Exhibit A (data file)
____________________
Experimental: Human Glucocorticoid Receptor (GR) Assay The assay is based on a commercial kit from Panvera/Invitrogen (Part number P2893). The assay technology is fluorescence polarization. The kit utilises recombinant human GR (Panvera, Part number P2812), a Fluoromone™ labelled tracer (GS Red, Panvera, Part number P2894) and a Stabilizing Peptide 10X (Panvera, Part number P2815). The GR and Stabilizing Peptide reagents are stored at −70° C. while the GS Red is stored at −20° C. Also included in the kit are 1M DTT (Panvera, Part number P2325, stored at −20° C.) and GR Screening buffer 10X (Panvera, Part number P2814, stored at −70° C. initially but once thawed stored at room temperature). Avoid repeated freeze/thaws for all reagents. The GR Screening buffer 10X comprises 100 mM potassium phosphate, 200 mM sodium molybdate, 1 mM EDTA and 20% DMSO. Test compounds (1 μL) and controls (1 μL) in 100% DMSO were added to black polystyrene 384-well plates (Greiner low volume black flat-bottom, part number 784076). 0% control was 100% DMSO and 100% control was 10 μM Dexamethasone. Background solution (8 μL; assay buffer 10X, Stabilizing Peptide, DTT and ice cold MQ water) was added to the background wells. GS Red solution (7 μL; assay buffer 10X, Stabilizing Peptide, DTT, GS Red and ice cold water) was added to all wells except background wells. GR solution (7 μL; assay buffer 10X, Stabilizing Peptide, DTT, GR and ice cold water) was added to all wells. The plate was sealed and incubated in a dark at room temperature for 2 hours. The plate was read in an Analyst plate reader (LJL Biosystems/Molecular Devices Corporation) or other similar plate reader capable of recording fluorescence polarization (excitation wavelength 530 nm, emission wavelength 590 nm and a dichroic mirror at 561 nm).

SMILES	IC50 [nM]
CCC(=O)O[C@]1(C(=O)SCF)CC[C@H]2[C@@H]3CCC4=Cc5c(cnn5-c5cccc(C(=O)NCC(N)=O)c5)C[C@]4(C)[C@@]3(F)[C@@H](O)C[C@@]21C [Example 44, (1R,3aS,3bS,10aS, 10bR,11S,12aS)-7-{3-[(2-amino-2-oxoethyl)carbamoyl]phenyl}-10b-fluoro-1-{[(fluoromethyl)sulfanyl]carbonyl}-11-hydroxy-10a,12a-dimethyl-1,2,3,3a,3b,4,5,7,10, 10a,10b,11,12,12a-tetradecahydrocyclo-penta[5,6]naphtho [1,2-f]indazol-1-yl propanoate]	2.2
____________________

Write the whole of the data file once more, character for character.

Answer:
Experimental: Human Glucocorticoid Receptor (GR) Assay The assay is based on a commercial kit from Panvera/Invitrogen (Part number P2893). The assay technology is fluorescence polarization. The kit utilises recombinant human GR (Panvera, Part number P2812), a Fluoromone™ labelled tracer (GS Red, Panvera, Part number P2894) and a Stabilizing Peptide 10X (Panvera, Part number P2815). The GR and Stabilizing Peptide reagents are stored at −70° C. while the GS Red is stored at −20° C. Also included in the kit are 1M DTT (Panvera, Part number P2325, stored at −20° C.) and GR Screening buffer 10X (Panvera, Part number P2814, stored at −70° C. initially but once thawed stored at room temperature). Avoid repeated freeze/thaws for all reagents. The GR Screening buffer 10X comprises 100 mM potassium phosphate, 200 mM sodium molybdate, 1 mM EDTA and 20% DMSO. Test compounds (1 μL) and controls (1 μL) in 100% DMSO were added to black polystyrene 384-well plates (Greiner low volume black flat-bottom, part number 784076). 0% control was 100% DMSO and 100% control was 10 μM Dexamethasone. Background solution (8 μL; assay buffer 10X, Stabilizing Peptide, DTT and ice cold MQ water) was added to the background wells. GS Red solution (7 μL; assay buffer 10X, Stabilizing Peptide, DTT, GS Red and ice cold water) was added to all wells except background wells. GR solution (7 μL; assay buffer 10X, Stabilizing Peptide, DTT, GR and ice cold water) was added to all wells. The plate was sealed and incubated in a dark at room temperature for 2 hours. The plate was read in an Analyst plate reader (LJL Biosystems/Molecular Devices Corporation) or other similar plate reader capable of recording fluorescence polarization (excitation wavelength 530 nm, emission wavelength 590 nm and a dichroic mirror at 561 nm).

SMILES	IC50 [nM]
CCC(=O)O[C@]1(C(=O)SCF)CC[C@H]2[C@@H]3CCC4=Cc5c(cnn5-c5cccc(C(=O)NCC(N)=O)c5)C[C@]4(C)[C@@]3(F)[C@@H](O)C[C@@]21C [Example 44, (1R,3aS,3bS,10aS, 10bR,11S,12aS)-7-{3-[(2-amino-2-oxoethyl)carbamoyl]phenyl}-10b-fluoro-1-{[(fluoromethyl)sulfanyl]carbonyl}-11-hydroxy-10a,12a-dimethyl-1,2,3,3a,3b,4,5,7,10, 10a,10b,11,12,12a-tetradecahydrocyclo-penta[5,6]naphtho [1,2-f]indazol-1-yl propanoate]	2.2